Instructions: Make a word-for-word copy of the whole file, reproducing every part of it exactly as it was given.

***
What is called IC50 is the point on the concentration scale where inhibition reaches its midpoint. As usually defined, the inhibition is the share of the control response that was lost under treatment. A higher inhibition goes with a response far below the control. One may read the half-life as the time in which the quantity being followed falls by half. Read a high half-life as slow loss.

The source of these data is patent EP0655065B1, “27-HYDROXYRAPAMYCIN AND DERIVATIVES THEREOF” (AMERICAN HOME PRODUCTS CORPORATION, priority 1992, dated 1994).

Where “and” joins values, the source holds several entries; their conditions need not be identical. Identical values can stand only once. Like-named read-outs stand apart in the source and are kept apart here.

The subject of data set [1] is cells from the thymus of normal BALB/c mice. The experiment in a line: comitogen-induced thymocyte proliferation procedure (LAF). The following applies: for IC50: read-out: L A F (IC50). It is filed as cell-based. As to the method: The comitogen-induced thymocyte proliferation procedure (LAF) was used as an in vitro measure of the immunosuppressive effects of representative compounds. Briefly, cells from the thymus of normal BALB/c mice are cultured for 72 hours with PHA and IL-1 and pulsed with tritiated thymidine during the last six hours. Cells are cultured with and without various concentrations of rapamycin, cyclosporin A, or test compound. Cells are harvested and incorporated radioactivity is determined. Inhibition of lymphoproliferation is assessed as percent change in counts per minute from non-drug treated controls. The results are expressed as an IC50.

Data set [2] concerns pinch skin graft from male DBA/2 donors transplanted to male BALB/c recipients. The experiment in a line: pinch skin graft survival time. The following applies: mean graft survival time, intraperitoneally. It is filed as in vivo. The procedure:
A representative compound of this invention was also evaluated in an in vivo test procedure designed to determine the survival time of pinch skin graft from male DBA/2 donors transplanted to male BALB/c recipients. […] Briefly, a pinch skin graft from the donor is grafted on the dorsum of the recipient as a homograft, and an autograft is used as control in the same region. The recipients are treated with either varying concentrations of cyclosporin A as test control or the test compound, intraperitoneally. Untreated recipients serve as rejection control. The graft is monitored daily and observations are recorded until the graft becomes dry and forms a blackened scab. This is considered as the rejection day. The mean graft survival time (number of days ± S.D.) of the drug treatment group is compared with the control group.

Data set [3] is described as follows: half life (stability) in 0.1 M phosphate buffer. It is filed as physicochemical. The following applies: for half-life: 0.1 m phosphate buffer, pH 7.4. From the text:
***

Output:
What is called IC50 is the point on the concentration scale where inhibition reaches its midpoint. As usually defined, the inhibition is the share of the control response that was lost under treatment. A higher inhibition goes with a response far below the control. One may read the half-life as the time in which the quantity being followed falls by half. Read a high half-life as slow loss.

The source of these data is patent EP0655065B1, “27-HYDROXYRAPAMYCIN AND DERIVATIVES THEREOF” (AMERICAN HOME PRODUCTS CORPORATION, priority 1992, dated 1994).

Where “and” joins values, the source holds several entries; their conditions need not be identical. Identical values can stand only once. Like-named read-outs stand apart in the source and are kept apart here.

The subject of data set [1] is cells from the thymus of normal BALB/c mice. The experiment in a line: comitogen-induced thymocyte proliferation procedure (LAF). The following applies: for IC50: read-out: L A F (IC50). It is filed as cell-based. As to the method: The comitogen-induced thymocyte proliferation procedure (LAF) was used as an in vitro measure of the immunosuppressive effects of representative compounds. Briefly, cells from the thymus of normal BALB/c mice are cultured for 72 hours with PHA and IL-1 and pulsed with tritiated thymidine during the last six hours. Cells are cultured with and without various concentrations of rapamycin, cyclosporin A, or test compound. Cells are harvested and incorporated radioactivity is determined. Inhibition of lymphoproliferation is assessed as percent change in counts per minute from non-drug treated controls. The results are expressed as an IC50.

Data set [2] concerns pinch skin graft from male DBA/2 donors transplanted to male BALB/c recipients. The experiment in a line: pinch skin graft survival time. The following applies: mean graft survival time, intraperitoneally. It is filed as in vivo. The procedure:
A representative compound of this invention was also evaluated in an in vivo test procedure designed to determine the survival time of pinch skin graft from male DBA/2 donors transplanted to male BALB/c recipients. […] Briefly, a pinch skin graft from the donor is grafted on the dorsum of the recipient as a homograft, and an autograft is used as control in the same region. The recipients are treated with either varying concentrations of cyclosporin A as test control or the test compound, intraperitoneally. Untreated recipients serve as rejection control. The graft is monitored daily and observations are recorded until the graft becomes dry and forms a blackened scab. This is considered as the rejection day. The mean graft survival time (number of days ± S.D.) of the drug treatment group is compared with the control group.

Data set [3] is described as follows: half life (stability) in 0.1 M phosphate buffer. It is filed as physicochemical. The following applies: for half-life: 0.1 m phosphate buffer, pH 7.4. From the text: